The Tomatometer score — based on the opinions of hundreds of film and television critics — is a trusted measurement of critical recommendation for millions of fans. It represents the percentage of professional critic reviews that are positive for a given film or television show.
From the Critics
From RT Users Like You!
The Tomatometer is 60% or higher.
The Tomatometer is below 60%.
Movies and TV shows are Certified Fresh with a steady Tomatometer of 75% or
higher after a set amount of reviews (80 for wide-release movies, 40 for
limited-release movies, 20 for TV shows), including 5 reviews from Top Critics.
Percentage of users who rate a movie or TV show positively.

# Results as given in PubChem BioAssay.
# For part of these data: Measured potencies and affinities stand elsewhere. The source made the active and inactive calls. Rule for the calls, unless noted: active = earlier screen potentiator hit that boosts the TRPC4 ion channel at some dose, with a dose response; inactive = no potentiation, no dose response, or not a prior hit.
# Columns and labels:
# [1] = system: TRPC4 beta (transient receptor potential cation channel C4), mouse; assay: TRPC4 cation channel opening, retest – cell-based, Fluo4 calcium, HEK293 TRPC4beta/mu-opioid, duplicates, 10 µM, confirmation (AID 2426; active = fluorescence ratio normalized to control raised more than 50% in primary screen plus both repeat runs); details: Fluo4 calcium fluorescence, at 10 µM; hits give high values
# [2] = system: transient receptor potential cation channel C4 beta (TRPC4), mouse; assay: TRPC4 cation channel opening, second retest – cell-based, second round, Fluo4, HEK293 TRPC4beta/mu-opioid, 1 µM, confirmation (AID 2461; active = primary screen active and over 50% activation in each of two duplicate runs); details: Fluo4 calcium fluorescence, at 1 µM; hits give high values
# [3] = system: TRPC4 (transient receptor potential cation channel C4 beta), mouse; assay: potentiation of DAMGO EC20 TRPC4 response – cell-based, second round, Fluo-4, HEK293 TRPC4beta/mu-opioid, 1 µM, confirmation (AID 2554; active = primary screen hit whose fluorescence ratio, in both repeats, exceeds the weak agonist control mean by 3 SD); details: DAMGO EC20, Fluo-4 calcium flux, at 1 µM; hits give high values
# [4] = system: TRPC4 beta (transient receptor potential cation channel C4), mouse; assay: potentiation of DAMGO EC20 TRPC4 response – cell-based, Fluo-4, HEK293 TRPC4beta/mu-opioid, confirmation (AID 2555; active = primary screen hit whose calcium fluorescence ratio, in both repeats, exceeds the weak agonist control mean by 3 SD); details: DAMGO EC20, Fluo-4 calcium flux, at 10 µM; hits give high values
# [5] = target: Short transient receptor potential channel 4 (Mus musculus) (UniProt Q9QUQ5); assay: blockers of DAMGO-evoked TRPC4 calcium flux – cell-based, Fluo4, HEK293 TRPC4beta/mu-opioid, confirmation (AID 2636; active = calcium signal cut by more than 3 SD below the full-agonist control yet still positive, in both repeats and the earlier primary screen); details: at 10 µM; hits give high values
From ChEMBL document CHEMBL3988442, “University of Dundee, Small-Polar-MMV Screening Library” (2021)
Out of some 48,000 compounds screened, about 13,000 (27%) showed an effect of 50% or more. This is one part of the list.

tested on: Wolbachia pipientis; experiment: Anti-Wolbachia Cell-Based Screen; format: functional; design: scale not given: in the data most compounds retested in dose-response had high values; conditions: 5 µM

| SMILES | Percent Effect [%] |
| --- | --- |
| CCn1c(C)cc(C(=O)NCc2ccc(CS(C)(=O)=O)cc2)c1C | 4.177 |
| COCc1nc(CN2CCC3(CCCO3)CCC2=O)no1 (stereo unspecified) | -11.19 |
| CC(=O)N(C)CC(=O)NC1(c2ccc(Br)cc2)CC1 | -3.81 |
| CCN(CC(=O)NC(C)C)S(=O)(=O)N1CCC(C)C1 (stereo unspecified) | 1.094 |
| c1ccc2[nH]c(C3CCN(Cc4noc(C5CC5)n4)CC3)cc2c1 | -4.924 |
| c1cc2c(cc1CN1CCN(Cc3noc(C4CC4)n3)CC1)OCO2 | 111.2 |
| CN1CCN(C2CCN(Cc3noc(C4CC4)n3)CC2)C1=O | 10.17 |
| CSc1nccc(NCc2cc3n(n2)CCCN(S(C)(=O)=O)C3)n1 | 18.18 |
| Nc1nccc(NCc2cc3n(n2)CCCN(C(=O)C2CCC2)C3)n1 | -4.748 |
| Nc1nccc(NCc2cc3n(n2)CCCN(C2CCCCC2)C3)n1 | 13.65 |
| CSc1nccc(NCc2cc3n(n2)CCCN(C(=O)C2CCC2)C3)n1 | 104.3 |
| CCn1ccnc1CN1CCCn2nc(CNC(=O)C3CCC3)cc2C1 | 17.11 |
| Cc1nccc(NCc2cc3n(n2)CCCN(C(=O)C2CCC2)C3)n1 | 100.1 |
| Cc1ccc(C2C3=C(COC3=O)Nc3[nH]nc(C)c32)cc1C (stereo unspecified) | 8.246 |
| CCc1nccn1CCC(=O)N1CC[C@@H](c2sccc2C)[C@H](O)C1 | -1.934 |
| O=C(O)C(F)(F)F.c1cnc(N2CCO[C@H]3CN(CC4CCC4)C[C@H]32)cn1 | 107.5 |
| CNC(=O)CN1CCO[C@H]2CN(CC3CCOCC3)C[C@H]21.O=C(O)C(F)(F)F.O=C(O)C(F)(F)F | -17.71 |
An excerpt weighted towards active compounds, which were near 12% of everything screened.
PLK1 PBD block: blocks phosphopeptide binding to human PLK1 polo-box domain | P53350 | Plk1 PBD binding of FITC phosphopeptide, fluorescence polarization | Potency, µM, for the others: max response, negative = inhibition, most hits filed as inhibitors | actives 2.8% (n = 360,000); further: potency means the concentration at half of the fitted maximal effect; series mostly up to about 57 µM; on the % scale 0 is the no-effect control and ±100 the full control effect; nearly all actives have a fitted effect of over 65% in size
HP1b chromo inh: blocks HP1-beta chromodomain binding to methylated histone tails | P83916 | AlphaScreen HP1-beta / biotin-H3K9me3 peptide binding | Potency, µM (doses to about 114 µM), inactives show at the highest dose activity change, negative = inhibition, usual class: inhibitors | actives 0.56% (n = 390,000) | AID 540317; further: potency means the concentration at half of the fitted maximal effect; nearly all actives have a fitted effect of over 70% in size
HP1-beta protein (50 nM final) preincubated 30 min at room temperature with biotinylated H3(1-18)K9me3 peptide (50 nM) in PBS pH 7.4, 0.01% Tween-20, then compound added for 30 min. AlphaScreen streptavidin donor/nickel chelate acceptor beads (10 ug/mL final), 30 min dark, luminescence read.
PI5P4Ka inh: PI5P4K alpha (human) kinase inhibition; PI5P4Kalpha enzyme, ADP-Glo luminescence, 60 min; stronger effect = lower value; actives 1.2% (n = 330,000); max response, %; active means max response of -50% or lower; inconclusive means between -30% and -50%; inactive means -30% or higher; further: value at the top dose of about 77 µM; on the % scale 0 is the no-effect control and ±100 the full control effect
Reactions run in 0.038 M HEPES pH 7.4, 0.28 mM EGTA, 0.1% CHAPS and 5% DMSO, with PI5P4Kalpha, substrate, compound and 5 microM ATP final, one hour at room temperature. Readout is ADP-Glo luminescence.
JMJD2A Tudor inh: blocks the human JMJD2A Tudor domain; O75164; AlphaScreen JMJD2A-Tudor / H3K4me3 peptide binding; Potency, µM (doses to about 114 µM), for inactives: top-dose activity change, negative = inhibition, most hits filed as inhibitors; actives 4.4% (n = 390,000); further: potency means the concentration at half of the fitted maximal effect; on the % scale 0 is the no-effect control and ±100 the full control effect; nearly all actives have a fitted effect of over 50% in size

Best known to audiences as the androgynous, nerdy "Pat" from Saturday Night Live, where she was a cast member from 1990 to 1994, Julia Sweeney actually began her comedy career as an accountant, of all things. Working as a numbers-cruncher for Columbia Pictures in the mid-'80s, Sweeney ignored her degree in economics to pursue comedy. In 1986, she joined the Groundlings, the famous L.A. improvisational troupe that also produced success stories like Conan O'Brien and Lisa Kudrow. It was there where she developed "Pat" and caught the attention of NBC, which found a place for her on their venerable breeding ground for comic talent, Saturday Night Live. Sweeney, like fellow cast members Mike Myers and Dana Carvey, was given the opportunity to star in a spin-off feature of her very own, called It's Pat. Released in 1994, the film was a massive failure, dumped in only select cities and roundly panned by national critics, who deemed it juvenile and unfunny. The film was reportedly rewritten by close pal Quentin Tarantino, who cast her that same year in a small role opposite Harvey Keitel in his Oscar-winning film Pulp Fiction. Tarantino then executive-produced what was arguably the most important work of Sweeney's career: God Said, Ha!, a film version of her one-woman Broadway show detailing her "cancer year," in which she and her now-deceased brother Mike battled the deadly disease. Though it was a vanishing act on Broadway, God Said, Ha! opened up a new door for Sweeney, who won raves for her brave, funny monologues and earned the respect of peers who were displeased by her previous film work. The film, unlike the work of her television contemporaries, was serious and deeply personal yet quite humorous, perfectly capturing the spirit of Sweeney's unique performance style. Sweeney has also remained active in TV, providing the voice ofMargo for the series The Goode Family.